In The Dark For 31 Years: 1955 Chevrolet Bel Air

The thought of a classic car not seeing daylight for 31-years is a pretty sad idea, but that’s been part of the story for this 1955 Bel Air. The current owner purchased it as a project, but the project has stalled. The owner then listed it for sale, but the winning bidder failed to pay, so this car can’t seem to take a trick. Maybe its luck will be better with the next owner, who can find the Bel Air listed for sale here on eBay. The car is located in Superior, Wisconsin, and the bidding has reached $7,300 with the reserve now met.

If you are on the hunt for a ’55 Bel Air project car, then you really need to take a long, hard look at this one. There are a number of photos of the underside of the vehicle, and while there is a pretty consistent coating of surface corrosion under there, it looks like it is free of any rot. Similarly, the rest of the body is showing a lot of promise. All of those usual areas designed to give you heartburn such as the rockers, lower quarters, and headlight eyebrows look to be really good. There are a few minor trim pieces missing, but these should be fairly easy to replace.

The owner has given the Bel Air a bit of a heart transplant, dropping the 283ci V8 and 3-speed automatic transmission out of his Nomad project car into the Bel Air. The motor ran fine when it was in the Nomad, so hopefully, it will do the same in its new home. The owner also says that there’s a fair old pile of parts in the trunk of the Bel Air, and this includes the car’s original Powerglide transmission.

The owner refers to the interior as being “old-school,” and that’s as good a description as any. It isn’t the most attractive look on the planet, but it appears to be complete and serviceable. There’s little doubt that the new owner will make some changes, either a few, or there will be wholesale changes. The vinyl covers on the front seats and rear seats don’t match, and none of that vinyl is the same as the rest of the trim. So I can see a trip to the nearest rubbish skip somewhere in the future for all of that vinyl.

When I look at some of the cars that I write about, I spend some time just shaking my head. It’s hard to see how a classic like this Bel Air can spend decades locked away in the dark. However, these things do happen, and if that hadn’t been the fate of this car, who knows where it might be today. I tend to think that the Bel Air is headed towards a long and pretty happy future, and I would personally love to see it when the new owner completes this project. For me the big question will be whether that person will be one of our Barn Finds readers.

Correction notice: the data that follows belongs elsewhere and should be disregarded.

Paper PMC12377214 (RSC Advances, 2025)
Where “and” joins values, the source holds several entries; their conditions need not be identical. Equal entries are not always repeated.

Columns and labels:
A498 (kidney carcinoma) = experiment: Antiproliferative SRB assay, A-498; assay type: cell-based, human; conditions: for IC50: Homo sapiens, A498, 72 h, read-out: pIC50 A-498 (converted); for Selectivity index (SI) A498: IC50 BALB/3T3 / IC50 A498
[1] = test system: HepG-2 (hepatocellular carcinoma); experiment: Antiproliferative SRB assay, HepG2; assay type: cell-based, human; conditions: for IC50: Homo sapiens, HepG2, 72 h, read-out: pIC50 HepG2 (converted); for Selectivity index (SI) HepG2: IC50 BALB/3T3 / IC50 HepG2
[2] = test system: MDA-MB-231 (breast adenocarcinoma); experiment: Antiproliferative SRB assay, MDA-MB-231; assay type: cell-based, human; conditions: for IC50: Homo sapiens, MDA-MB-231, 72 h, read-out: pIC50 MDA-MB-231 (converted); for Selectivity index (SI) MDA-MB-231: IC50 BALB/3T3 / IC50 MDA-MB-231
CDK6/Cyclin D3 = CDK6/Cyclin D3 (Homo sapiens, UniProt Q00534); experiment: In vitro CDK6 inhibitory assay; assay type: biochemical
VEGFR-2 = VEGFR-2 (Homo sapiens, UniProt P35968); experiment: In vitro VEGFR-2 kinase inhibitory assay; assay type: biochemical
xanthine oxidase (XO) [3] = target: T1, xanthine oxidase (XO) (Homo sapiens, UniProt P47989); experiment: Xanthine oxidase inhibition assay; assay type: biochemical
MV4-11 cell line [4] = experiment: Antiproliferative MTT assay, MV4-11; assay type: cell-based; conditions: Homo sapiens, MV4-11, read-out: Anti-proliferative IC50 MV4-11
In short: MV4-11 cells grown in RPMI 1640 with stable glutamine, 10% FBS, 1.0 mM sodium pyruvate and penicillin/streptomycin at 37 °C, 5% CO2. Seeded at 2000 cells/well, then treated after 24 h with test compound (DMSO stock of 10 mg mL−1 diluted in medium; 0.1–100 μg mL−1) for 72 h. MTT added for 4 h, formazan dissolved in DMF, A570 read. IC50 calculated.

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Comments

  1. 86_Vette_Convertible

    This will take a little work but looks to be a good foundation overall. Things like missing weather stripping on the trunk, bunch of surface rust plus some potential rust inside the one door for sure. Interior looks to be out of an 60’s era Impala but not absolutely sure on that. Always liked the 283’s as they were rock solid IMO. Shouldn’t take too much to get the clutch linkage in and adjusted having done that before.

    Finish it up, put some steelies and Baby Moon hubcaps on it and go out and cruise the main drag on Friday night. :-)

    5
    • GP Member

      I was confused about your comment of, Shouldn’t take to much to get the clutch linkage in, etc., until I read the ad. The write up said it was a 3- speed auto and the 2 – speed was in the trunk. It is a pretty nice car.

  2. Troy s

    Go to the local shows and I see all kinds of these tri-fives, always liked the ’55 the most, probably had something to do with watching American Graffiti as a child, ha!
    I like this one here, the oddball interior actually works for me as it’s so nostalgic, something like a kid threw together trying to create the mean street rod years ago. A piece from here another one from there…on a tight wrecking yard budget of course, hope it kinda stays a little rough around the edges.

    1
  3. Dave Mazz

    The eBay ad for this car (1955 Chevy Bel Air) had the comment:

    “RESERVE THE RIGHT TO PULL IF SOLD LOCALLY”

    I’m not familiar with this provision; what does it mean and why?? Does it mean the seller will end the auction prematurely, if some dude shows up with cash, and the price is right?

    1

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